Novel Persistent Photoconductivity Approach Holds Promise for Bioelectronics

Changes in photocurrent before and after exposure to UV light. Persistent photoconductivity is demonstrated even hours after the UV light has been turned off. This is illustrated by the pictograms showing charge carriers that come into contact with cells at the interface during in vitro experiments. (credit: NC State University)

A team of researchers at North Carolina State University have created a new approach for controlling the behavior of cells on semiconductor materials, using light to change the conductivity of the material itself.

There’s a great deal of interest in being able to control cell behavior in relation to semiconductors – that’s the underlying idea behind bioelectronics. Our work here effectively adds another tool to the toolbox for the development of new bioelectronic devices.

Albena Ivanisevic,Professor of Materials Science and Engineering, NC State

The new method makes use of a phenomenon referred to as persistent photoconductivity. Materials that display persistent photoconductivity become a lot more conductive when light is shone on them. When the light is taken away, it takes the material a long time to return to its original conductivity.

When conductivity is raised, the charge at the surface of the material surges. And that increased surface charge can be used to direct cells to stick to the surface.

This is only one way to control the adhesion of cells to the surface of a material. But it can be used in conjunction with others, such as engineering the roughness of the material’s surface or chemically modifying the material.

Albena Ivanisevic,Professor of Materials Science and Engineering, NC State

For this research, the team showed that all three characteristics can be used together, working with a gallium nitride substrate and PC12 cells – a series of model cells used extensively in bioelectronics testing.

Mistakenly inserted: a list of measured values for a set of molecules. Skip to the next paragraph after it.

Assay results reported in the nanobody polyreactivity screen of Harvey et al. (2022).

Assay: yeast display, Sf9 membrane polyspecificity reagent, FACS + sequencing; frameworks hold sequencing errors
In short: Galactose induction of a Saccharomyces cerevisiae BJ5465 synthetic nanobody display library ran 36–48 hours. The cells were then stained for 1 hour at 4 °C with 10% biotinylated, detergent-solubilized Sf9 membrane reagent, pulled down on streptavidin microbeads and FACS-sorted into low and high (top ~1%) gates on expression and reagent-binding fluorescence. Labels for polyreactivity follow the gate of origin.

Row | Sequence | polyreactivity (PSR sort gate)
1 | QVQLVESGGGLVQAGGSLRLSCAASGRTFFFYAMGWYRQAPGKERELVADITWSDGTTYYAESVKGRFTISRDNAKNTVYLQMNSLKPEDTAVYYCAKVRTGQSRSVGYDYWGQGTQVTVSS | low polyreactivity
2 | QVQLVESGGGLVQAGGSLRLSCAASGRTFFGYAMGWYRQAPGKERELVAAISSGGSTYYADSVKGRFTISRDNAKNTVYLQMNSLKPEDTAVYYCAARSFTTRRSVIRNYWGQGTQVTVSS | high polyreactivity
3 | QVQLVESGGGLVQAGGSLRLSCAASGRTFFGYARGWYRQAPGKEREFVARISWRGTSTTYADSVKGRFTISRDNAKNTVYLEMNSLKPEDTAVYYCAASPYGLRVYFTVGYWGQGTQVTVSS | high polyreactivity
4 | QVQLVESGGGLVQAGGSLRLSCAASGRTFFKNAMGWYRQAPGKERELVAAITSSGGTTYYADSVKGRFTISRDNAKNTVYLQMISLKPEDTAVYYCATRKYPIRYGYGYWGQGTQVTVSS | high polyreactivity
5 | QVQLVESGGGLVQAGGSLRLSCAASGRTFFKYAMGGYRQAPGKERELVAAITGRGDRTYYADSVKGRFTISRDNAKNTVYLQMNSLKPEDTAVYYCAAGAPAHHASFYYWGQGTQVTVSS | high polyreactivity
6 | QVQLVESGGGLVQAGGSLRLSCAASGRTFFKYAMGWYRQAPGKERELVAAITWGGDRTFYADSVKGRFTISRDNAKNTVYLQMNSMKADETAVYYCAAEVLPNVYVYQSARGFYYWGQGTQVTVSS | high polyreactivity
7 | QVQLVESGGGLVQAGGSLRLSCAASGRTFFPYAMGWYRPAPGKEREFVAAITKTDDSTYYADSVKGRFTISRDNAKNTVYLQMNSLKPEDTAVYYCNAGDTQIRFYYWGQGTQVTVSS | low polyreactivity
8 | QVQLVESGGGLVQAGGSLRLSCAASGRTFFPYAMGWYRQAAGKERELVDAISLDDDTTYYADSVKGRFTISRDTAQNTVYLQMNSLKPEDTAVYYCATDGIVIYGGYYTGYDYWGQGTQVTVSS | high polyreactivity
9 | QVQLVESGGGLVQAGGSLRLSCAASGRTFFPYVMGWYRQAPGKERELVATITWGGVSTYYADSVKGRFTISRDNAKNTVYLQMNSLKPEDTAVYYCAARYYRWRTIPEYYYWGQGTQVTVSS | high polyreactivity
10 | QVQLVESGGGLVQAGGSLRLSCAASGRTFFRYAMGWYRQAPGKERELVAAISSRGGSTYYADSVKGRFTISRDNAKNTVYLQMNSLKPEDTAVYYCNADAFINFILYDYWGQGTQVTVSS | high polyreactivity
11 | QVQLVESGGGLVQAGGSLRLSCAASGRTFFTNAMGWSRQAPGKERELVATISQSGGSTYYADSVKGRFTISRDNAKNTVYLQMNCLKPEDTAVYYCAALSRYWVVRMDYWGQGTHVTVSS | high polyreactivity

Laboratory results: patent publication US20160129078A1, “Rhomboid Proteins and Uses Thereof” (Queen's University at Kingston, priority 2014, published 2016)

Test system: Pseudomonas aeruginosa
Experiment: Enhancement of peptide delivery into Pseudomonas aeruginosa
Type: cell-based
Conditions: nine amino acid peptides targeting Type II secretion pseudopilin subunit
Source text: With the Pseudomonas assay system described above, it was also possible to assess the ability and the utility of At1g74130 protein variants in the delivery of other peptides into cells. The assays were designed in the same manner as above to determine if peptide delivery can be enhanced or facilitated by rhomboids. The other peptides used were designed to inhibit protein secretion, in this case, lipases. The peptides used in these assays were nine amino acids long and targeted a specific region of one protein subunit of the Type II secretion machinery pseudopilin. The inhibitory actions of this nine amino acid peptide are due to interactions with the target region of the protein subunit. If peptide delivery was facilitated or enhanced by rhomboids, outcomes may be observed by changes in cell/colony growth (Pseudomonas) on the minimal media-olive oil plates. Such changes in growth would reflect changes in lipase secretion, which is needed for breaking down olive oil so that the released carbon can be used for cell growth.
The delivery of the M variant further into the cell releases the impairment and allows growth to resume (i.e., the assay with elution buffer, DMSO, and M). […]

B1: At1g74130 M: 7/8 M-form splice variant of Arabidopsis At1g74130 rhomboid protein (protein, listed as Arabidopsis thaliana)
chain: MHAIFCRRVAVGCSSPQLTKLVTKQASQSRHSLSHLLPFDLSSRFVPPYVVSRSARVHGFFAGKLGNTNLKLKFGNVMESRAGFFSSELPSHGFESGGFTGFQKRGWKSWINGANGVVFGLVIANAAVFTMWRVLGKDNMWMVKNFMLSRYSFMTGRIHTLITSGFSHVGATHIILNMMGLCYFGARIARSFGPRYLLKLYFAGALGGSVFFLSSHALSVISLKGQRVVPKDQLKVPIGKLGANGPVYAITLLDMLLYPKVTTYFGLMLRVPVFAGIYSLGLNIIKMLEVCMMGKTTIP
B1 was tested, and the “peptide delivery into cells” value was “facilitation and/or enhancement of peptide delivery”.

The researchers analyzed two groups of gallium nitride substrates that were identical; with the only exception that one group was exposed to UV light – activating its persistent photoconductivity properties – while the second group was not.

There was a clear, quantitative difference between the two groups – more cells adhered to the materials that had been exposed to light. This is a proof-of-concept paper. We now need to explore how to engineer the topography and thickness of the semiconductor material in order to influence the persistent photoconductivity and roughness of the material. Ultimately, we want to provide better control of cell adhesion and behavior.

Albena Ivanisevic,Professor of Materials Science and Engineering, NC State

The paper, “Persistent Photoconductivity, Nanoscale Topography and Chemical Functionalization Can Collectively Influence the Behavior of PC12 Cells on Wide Band Gap Semiconductor Surfaces,” is published in the journal Small. The paper’s lead author is Patrick Snyder, a Ph.D. student in Ivanisevic’s lab. The paper was co-authored by Ronny Kirste of Adroit Materials, and Ramon Collazo, an assistant professor of materials science and engineering at NC State.

The research was conducted with support from the U.S. Army Research Office, under grant number W911NF-15-1-0375, and the National Science Foundation, under grant number DMR-1312582.

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